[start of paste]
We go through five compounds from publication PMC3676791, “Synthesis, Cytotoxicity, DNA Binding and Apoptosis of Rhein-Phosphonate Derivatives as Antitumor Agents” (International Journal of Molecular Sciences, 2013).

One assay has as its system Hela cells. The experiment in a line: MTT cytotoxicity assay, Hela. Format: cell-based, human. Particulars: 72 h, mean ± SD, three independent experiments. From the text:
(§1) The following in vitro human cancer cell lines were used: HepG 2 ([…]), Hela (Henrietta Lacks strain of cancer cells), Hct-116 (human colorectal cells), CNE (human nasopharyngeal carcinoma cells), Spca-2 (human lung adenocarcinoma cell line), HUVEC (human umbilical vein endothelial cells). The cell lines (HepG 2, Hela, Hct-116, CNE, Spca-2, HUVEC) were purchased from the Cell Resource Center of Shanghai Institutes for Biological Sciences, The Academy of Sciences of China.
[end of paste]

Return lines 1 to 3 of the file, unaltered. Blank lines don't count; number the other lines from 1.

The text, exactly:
We go through five compounds from publication PMC3676791, “Synthesis, Cytotoxicity, DNA Binding and Apoptosis of Rhein-Phosphonate Derivatives as Antitumor Agents” (International Journal of Molecular Sciences, 2013).

One assay has as its system Hela cells. The experiment in a line: MTT cytotoxicity assay, Hela. Format: cell-based, human. Particulars: 72 h, mean ± SD, three independent experiments. From the text:
(§1) The following in vitro human cancer cell lines were used: HepG 2 ([…]), Hela (Henrietta Lacks strain of cancer cells), Hct-116 (human colorectal cells), CNE (human nasopharyngeal carcinoma cells), Spca-2 (human lung adenocarcinoma cell line), HUVEC (human umbilical vein endothelial cells). The cell lines (HepG 2, Hela, Hct-116, CNE, Spca-2, HUVEC) were purchased from the Cell Resource Center of Shanghai Institutes for Biological Sciences, The Academy of Sciences of China.